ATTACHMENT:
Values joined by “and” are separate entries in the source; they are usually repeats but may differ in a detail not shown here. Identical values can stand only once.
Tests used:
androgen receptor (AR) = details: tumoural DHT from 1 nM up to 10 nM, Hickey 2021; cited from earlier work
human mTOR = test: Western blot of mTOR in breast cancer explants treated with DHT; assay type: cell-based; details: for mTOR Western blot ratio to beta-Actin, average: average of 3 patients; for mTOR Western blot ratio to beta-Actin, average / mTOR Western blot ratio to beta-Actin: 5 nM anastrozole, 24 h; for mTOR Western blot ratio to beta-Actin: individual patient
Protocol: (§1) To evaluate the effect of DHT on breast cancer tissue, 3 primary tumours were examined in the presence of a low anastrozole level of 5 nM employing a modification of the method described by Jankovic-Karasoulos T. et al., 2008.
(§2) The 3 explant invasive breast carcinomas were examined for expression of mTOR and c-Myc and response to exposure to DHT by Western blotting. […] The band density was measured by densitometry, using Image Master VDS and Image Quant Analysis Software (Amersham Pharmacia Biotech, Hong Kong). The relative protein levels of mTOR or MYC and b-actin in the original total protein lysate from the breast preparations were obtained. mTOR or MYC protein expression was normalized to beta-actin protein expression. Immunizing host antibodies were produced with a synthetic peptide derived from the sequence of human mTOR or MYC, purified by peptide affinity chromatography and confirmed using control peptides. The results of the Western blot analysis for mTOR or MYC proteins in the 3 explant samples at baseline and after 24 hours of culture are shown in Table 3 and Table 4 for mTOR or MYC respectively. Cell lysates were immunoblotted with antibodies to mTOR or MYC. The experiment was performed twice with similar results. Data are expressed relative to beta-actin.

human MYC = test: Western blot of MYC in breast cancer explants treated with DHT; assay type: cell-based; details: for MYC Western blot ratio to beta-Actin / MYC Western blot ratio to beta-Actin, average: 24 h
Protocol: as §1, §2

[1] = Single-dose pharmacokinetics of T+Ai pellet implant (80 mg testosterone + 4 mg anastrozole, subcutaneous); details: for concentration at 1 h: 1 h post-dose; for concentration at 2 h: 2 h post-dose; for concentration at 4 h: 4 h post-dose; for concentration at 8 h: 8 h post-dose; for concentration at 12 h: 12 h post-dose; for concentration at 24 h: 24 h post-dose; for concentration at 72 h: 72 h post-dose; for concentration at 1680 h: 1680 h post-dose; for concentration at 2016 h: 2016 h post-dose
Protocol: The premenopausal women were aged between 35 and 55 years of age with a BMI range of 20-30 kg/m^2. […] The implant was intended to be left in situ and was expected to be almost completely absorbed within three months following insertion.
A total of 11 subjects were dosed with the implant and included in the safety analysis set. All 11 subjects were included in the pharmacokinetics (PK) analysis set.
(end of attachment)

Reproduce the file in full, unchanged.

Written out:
Values joined by “and” are separate entries in the source; they are usually repeats but may differ in a detail not shown here. Identical values can stand only once.
Tests used:
androgen receptor (AR) = details: tumoural DHT from 1 nM up to 10 nM, Hickey 2021; cited from earlier work
human mTOR = test: Western blot of mTOR in breast cancer explants treated with DHT; assay type: cell-based; details: for mTOR Western blot ratio to beta-Actin, average: average of 3 patients; for mTOR Western blot ratio to beta-Actin, average / mTOR Western blot ratio to beta-Actin: 5 nM anastrozole, 24 h; for mTOR Western blot ratio to beta-Actin: individual patient
Protocol: (§1) To evaluate the effect of DHT on breast cancer tissue, 3 primary tumours were examined in the presence of a low anastrozole level of 5 nM employing a modification of the method described by Jankovic-Karasoulos T. et al., 2008.
(§2) The 3 explant invasive breast carcinomas were examined for expression of mTOR and c-Myc and response to exposure to DHT by Western blotting. […] The band density was measured by densitometry, using Image Master VDS and Image Quant Analysis Software (Amersham Pharmacia Biotech, Hong Kong). The relative protein levels of mTOR or MYC and b-actin in the original total protein lysate from the breast preparations were obtained. mTOR or MYC protein expression was normalized to beta-actin protein expression. Immunizing host antibodies were produced with a synthetic peptide derived from the sequence of human mTOR or MYC, purified by peptide affinity chromatography and confirmed using control peptides. The results of the Western blot analysis for mTOR or MYC proteins in the 3 explant samples at baseline and after 24 hours of culture are shown in Table 3 and Table 4 for mTOR or MYC respectively. Cell lysates were immunoblotted with antibodies to mTOR or MYC. The experiment was performed twice with similar results. Data are expressed relative to beta-actin.

human MYC = test: Western blot of MYC in breast cancer explants treated with DHT; assay type: cell-based; details: for MYC Western blot ratio to beta-Actin / MYC Western blot ratio to beta-Actin, average: 24 h
Protocol: as §1, §2

[1] = Single-dose pharmacokinetics of T+Ai pellet implant (80 mg testosterone + 4 mg anastrozole, subcutaneous); details: for concentration at 1 h: 1 h post-dose; for concentration at 2 h: 2 h post-dose; for concentration at 4 h: 4 h post-dose; for concentration at 8 h: 8 h post-dose; for concentration at 12 h: 12 h post-dose; for concentration at 24 h: 24 h post-dose; for concentration at 72 h: 72 h post-dose; for concentration at 1680 h: 1680 h post-dose; for concentration at 2016 h: 2016 h post-dose
Protocol: The premenopausal women were aged between 35 and 55 years of age with a BMI range of 20-30 kg/m^2. […] The implant was intended to be left in situ and was expected to be almost completely absorbed within three months following insertion.
A total of 11 subjects were dosed with the implant and included in the safety analysis set. All 11 subjects were included in the pharmacokinetics (PK) analysis set.